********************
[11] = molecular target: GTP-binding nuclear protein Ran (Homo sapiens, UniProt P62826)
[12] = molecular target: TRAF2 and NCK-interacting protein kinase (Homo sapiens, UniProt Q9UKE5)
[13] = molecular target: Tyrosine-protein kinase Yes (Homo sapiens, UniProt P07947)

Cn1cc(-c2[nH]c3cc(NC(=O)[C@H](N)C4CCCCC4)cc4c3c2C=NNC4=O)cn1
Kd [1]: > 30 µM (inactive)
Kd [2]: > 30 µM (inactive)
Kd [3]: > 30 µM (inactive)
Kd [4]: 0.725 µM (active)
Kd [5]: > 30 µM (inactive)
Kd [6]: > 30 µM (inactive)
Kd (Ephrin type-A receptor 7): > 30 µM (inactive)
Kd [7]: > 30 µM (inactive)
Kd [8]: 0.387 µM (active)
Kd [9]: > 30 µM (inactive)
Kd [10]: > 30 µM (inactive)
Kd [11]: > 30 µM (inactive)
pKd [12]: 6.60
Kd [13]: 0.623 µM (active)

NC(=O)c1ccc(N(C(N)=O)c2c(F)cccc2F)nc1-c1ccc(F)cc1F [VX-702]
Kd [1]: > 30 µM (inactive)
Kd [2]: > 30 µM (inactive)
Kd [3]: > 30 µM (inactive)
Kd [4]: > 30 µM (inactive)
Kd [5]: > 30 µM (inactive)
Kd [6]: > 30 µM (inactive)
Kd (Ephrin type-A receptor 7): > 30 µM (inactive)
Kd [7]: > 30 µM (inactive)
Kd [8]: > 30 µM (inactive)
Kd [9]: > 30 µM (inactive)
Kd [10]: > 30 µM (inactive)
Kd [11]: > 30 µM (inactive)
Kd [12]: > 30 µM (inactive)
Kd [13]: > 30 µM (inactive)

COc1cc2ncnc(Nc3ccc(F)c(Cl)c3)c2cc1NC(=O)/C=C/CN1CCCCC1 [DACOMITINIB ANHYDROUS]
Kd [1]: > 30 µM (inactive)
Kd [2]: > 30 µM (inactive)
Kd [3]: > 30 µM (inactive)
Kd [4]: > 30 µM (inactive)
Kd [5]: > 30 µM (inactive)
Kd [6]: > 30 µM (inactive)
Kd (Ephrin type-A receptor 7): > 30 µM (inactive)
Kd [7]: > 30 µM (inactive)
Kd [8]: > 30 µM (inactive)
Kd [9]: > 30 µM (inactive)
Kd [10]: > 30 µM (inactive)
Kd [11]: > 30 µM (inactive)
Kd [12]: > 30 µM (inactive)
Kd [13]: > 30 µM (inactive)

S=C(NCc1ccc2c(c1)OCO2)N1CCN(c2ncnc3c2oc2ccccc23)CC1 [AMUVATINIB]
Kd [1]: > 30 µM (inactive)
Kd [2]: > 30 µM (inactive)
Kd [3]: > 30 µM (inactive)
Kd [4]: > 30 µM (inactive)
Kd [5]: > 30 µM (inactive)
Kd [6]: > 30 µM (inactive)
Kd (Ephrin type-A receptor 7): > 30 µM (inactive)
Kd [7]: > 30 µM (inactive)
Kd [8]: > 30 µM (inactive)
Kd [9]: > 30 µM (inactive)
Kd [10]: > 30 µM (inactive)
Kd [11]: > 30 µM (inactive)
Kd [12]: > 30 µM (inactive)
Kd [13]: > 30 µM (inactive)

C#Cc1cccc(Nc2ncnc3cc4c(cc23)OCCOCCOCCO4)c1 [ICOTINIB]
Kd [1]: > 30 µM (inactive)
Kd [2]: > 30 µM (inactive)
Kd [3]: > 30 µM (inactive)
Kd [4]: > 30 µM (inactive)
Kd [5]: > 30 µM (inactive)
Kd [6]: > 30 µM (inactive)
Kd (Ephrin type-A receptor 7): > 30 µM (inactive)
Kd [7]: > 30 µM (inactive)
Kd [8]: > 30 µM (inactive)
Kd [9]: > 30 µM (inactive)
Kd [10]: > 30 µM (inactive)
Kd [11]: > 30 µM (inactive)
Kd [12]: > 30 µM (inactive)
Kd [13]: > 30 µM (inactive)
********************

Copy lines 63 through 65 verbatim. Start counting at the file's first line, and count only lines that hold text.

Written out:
Kd [13]: > 30 µM (inactive)

C#Cc1cccc(Nc2ncnc3cc4c(cc23)OCCOCCOCCO4)c1 [ICOTINIB]
Kd [1]: > 30 µM (inactive)